Offering up your vulnerabilities can feel like you’re presenting yourself as a weak leader. But over the last 14 years of building my company, JotForm, I've learned that it’s the opposite. Embracing this discomfort can actually drive opportunity. As Bill Treasurer, founder of Giant Leap Consulting, tells Fast Company:
“People and organizations don’t grow in a zone of comfort; we grow, progress, and evolve in a zone of discomfort."
Be a role model
There’s no way around it — the health crisis is wreaking inordinate amounts of stress on our lives. As of July, depression and anxiety in the U.S. were at levels triple those recorded in early 2019.
While it’s one thing to tell your team that you prioritize mental health, it will mean much more if you show that you’re taking your own advice. “More often than not, managers are so focused on their team’s well-being and on getting the work done that they forget to take care of themselves,” writes Kelly Greenwood and Natasha Kroll at HBR.
Sharing that you’re taking care of your own wellbeing, be it by announcing that you’re taking a walk, signing off from email for a staycation, or having a therapy appointment will set an example for everyone else to follow.
Moreover, taking care of your mental health will enhance your ability to be a calm and deliberate leader. It’s a skill that’s come in handy during the pandemic, both for myself and those I work with. Research from the American Psychological Association finds that leaders who react to stressful events in highly emotional ways can add to people’s stress and anxiety. “People look to leaders to be calm and deliberate in their decisions and actions,” it says. “Even when facing the demands of a high-profile crisis, leaders must take breaks to reset and refocus.”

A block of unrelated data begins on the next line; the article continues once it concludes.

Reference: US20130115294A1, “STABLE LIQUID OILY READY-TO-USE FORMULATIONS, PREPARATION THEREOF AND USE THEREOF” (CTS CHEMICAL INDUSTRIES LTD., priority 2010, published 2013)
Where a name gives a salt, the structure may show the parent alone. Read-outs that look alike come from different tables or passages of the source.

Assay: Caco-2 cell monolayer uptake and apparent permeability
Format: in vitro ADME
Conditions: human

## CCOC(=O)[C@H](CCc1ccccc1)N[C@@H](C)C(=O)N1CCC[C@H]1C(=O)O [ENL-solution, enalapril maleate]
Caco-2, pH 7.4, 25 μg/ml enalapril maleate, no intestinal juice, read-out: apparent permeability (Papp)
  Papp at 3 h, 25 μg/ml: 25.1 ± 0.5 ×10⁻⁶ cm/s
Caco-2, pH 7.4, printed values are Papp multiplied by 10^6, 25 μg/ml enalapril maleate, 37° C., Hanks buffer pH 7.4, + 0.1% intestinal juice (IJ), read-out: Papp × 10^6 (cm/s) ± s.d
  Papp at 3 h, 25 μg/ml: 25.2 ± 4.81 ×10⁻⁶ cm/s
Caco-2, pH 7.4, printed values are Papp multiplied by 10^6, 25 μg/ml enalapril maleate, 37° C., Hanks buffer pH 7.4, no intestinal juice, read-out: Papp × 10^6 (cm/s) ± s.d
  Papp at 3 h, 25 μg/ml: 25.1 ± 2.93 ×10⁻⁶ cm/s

One of the striking after-effects of tragedy is the sense of community it fosters. Following the 2004 Madrid bombings, for example, one survey found that those who talked more with friends, family, and neighbors immediately after the bombings felt a heightened sense of solidarity and connection with their fellow Madrileños in the months that came after.
Unfortunately, the lack of opportunity for in-person connection is one of the defining features of the pandemic. Those casual interactions like saying “hi” in the elevator and chatting in break rooms have been largely eliminated. But that doesn’t mean creating connection isn’t possible. Jamil Zaki, a psychology professor at Stanford University, points out in the Washington Post that distancing doesn’t have to mean the destruction of human connections.
“Many of us bemoan online technologies for ripping apart our social fabric,” he writes. “Ironically, those same tools are now our best chance for holding it together.”
For leaders, this means building time into meetings for check-ins and creating peer-to-peer support networks that can help those who are struggling. But it’s also as simple as finding out how your employees are doing. An HBR study with Qualtrics and SAP found that nearly 40 percent of global employees said that no one at their company asked them if they were doing okay, and of those, 38 percent said their mental health had declined since the pandemic started.
When checking in, ask specific questions about how you can be most supportive, and really listen to the answers. You won’t always know what to say, but give your team members the space to share how they’re feeling if they want to. Knowing you’re there to support them is what really matters.